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Journal American Rhododendron Society

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Dr. Glen Jamieson ars.editor@gmail.com


Volume 26, Number 4
October 1972

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R. Cinnabarinum Series
G. Guy Nearing, Ramsey, N. J. 
(Transcribed from Lecture Given to Tappan Zee Chapter)

        This evening I am going to talk about the R. Cinnabarinum Series. This is one of the most celebrated groups of rhododendrons, very different from the ordinary rhododendrons. In England where R. cinnabarinum and its close relatives are to be found to be hardy, it is highly prized and they have developed many hybrids comparable in number to those of R. griersonianum and R. griffithianum (not as many as that but a great many). Most of its species and hybrids are awarded three and four stars of merit. Unfortunately, R. cinnabarinum itself is not hardy enough to survive with us in our climate. The entire Series is so tender that we simply haven't anything around us that belongs to it but I am sure that in time it will be possible through hybrids to achieve the same beauty in hybrid forms. This is a slide of R. cinnabarinum taken in the south of England and another from Bodrrant in Wales. The foliage is very shiny and glowing. It belongs to the lepidote rhododendron group and it is more showy I think than any of the other scaly leaved members.

R. 'Lady Berry'
   FIG. 88. 'Lady Berry' showing the pendant,
                 tubular flowers characteristic of
                 Cinnabarium Series offspring.
                       Photo by C. Smith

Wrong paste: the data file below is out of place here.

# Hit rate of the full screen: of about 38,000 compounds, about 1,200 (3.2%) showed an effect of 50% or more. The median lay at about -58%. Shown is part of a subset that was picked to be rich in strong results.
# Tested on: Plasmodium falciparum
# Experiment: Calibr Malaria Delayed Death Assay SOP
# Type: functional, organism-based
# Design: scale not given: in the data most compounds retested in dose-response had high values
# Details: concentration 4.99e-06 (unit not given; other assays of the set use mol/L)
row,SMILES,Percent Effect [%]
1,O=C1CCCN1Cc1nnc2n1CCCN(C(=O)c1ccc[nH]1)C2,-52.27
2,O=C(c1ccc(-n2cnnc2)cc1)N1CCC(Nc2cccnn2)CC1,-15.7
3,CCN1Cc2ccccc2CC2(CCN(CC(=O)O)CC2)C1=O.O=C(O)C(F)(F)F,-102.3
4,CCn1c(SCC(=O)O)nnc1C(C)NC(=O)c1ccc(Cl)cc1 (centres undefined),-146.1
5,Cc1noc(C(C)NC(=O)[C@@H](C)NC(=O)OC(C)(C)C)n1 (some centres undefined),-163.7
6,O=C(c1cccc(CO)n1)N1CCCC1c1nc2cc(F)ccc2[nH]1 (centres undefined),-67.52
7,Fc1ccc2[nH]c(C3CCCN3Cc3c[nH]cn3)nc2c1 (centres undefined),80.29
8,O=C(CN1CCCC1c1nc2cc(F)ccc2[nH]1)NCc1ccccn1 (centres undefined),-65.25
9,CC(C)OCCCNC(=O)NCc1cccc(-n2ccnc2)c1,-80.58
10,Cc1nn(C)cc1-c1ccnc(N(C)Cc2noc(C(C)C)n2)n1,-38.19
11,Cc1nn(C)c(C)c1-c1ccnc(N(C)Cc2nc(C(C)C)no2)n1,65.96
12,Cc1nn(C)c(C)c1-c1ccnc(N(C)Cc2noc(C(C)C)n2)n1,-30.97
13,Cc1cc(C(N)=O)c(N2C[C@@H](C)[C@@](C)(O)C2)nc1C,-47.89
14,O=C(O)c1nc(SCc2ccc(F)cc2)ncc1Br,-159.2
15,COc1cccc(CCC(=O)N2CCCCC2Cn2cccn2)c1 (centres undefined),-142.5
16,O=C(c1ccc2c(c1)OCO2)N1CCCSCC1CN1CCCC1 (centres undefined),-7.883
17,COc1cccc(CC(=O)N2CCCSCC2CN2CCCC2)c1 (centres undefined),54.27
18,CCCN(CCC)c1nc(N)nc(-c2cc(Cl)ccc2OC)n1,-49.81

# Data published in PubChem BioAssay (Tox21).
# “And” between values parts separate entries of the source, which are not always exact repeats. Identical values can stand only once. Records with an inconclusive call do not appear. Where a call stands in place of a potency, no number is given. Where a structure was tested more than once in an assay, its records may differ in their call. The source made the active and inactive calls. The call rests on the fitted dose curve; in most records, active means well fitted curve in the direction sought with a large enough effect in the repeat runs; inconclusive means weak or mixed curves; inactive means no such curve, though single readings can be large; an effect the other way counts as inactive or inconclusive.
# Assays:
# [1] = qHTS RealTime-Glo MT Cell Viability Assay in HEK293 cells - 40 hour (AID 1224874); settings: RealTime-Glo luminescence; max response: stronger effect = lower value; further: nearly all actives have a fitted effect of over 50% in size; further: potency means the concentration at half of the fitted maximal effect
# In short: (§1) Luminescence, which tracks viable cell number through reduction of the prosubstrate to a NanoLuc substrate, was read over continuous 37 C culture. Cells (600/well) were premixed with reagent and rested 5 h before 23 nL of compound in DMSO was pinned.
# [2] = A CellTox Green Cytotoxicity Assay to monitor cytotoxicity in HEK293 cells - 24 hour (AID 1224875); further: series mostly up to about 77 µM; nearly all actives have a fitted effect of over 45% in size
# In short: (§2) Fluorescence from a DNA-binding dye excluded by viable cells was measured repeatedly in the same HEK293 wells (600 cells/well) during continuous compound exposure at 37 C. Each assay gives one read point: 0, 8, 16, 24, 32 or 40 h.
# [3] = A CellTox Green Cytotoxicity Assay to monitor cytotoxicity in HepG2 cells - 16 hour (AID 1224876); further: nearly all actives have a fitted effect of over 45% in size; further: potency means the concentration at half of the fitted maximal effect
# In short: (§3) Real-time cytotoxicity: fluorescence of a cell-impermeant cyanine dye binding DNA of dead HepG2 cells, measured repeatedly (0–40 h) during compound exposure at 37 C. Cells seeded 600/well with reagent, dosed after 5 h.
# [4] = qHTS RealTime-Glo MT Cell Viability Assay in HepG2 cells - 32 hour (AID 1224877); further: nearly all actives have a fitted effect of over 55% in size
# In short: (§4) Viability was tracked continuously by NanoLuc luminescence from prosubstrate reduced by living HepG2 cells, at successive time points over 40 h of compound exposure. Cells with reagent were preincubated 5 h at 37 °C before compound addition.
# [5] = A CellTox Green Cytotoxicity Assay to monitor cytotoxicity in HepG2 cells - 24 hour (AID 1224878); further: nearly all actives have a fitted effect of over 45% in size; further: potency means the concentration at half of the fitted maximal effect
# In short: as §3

Here is a hybrid of R. cinnabarinum, 'Lady Chamberlain'. It is the cross, R. cinnabarinum war. roylei x 'Royal Flush'. It is planted in gardens in the south of England in great numbers. 'Lady Chamberlain' is really magnificent and is one of the most spectacular of rhododendron hybrids. It is quite different from other rhododendrons. The flowers are trumpet shaped and are drooping. The colors are very pure, mostly scarlet, orange and yellow. There are some that have interesting combinations of purple in the flower, which isn't the ordinary shade of purple but is an overlay of purple which gives a strange effect. Here is another slide of 'Lady Chamberlain' and this one taken at Exbury. Rothschild did a lot of work with R. cinnabarinum hybrids, especially 'Lady Chamberlain' and this slide gives you an idea of the general appearance. Because the flowers droop and have that trumpet shape they give an effect different from all other rhododendrons of the scaly leaved group. Here is 'Lady Chamberlain' in Kew Gardens. As you can see it's really a brilliant pink where R. cinnabarinum itself is more of a cinnabar red. 'Lady Rosebery' is similar but has more yellow in it. It too is also highly prized in England.